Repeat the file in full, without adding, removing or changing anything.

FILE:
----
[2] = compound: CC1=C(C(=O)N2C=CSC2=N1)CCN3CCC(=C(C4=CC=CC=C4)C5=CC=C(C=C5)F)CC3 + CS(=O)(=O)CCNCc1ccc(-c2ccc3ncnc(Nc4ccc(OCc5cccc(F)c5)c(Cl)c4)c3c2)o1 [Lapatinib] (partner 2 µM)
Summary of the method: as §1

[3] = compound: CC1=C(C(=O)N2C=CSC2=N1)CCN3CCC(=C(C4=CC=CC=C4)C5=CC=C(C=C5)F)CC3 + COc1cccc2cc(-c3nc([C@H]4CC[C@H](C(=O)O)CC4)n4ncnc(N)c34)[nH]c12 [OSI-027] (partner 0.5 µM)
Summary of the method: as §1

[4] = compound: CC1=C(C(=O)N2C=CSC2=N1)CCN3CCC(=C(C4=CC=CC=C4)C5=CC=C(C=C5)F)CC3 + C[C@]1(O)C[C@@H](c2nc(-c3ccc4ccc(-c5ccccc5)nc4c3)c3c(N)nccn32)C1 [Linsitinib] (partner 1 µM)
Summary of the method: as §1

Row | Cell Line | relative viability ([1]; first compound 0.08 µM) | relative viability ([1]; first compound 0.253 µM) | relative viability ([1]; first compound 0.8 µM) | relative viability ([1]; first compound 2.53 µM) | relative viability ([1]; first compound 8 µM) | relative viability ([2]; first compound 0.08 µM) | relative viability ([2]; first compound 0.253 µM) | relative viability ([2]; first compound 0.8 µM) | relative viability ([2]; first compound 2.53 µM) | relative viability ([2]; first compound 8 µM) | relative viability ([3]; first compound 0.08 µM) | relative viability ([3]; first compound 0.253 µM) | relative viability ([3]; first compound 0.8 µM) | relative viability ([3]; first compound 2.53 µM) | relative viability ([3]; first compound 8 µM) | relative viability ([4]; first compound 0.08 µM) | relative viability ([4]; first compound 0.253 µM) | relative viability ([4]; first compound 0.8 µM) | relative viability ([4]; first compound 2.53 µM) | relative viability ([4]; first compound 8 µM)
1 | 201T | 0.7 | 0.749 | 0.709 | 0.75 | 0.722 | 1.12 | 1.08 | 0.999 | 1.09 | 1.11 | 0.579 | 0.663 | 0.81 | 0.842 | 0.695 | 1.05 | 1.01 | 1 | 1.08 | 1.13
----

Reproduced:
[2] = compound: CC1=C(C(=O)N2C=CSC2=N1)CCN3CCC(=C(C4=CC=CC=C4)C5=CC=C(C=C5)F)CC3 + CS(=O)(=O)CCNCc1ccc(-c2ccc3ncnc(Nc4ccc(OCc5cccc(F)c5)c(Cl)c4)c3c2)o1 [Lapatinib] (partner 2 µM)
Summary of the method: as §1

[3] = compound: CC1=C(C(=O)N2C=CSC2=N1)CCN3CCC(=C(C4=CC=CC=C4)C5=CC=C(C=C5)F)CC3 + COc1cccc2cc(-c3nc([C@H]4CC[C@H](C(=O)O)CC4)n4ncnc(N)c34)[nH]c12 [OSI-027] (partner 0.5 µM)
Summary of the method: as §1

[4] = compound: CC1=C(C(=O)N2C=CSC2=N1)CCN3CCC(=C(C4=CC=CC=C4)C5=CC=C(C=C5)F)CC3 + C[C@]1(O)C[C@@H](c2nc(-c3ccc4ccc(-c5ccccc5)nc4c3)c3c(N)nccn32)C1 [Linsitinib] (partner 1 µM)
Summary of the method: as §1

Row | Cell Line | relative viability ([1]; first compound 0.08 µM) | relative viability ([1]; first compound 0.253 µM) | relative viability ([1]; first compound 0.8 µM) | relative viability ([1]; first compound 2.53 µM) | relative viability ([1]; first compound 8 µM) | relative viability ([2]; first compound 0.08 µM) | relative viability ([2]; first compound 0.253 µM) | relative viability ([2]; first compound 0.8 µM) | relative viability ([2]; first compound 2.53 µM) | relative viability ([2]; first compound 8 µM) | relative viability ([3]; first compound 0.08 µM) | relative viability ([3]; first compound 0.253 µM) | relative viability ([3]; first compound 0.8 µM) | relative viability ([3]; first compound 2.53 µM) | relative viability ([3]; first compound 8 µM) | relative viability ([4]; first compound 0.08 µM) | relative viability ([4]; first compound 0.253 µM) | relative viability ([4]; first compound 0.8 µM) | relative viability ([4]; first compound 2.53 µM) | relative viability ([4]; first compound 8 µM)
1 | 201T | 0.7 | 0.749 | 0.709 | 0.75 | 0.722 | 1.12 | 1.08 | 0.999 | 1.09 | 1.11 | 0.579 | 0.663 | 0.81 | 0.842 | 0.695 | 1.05 | 1.01 | 1 | 1.08 | 1.13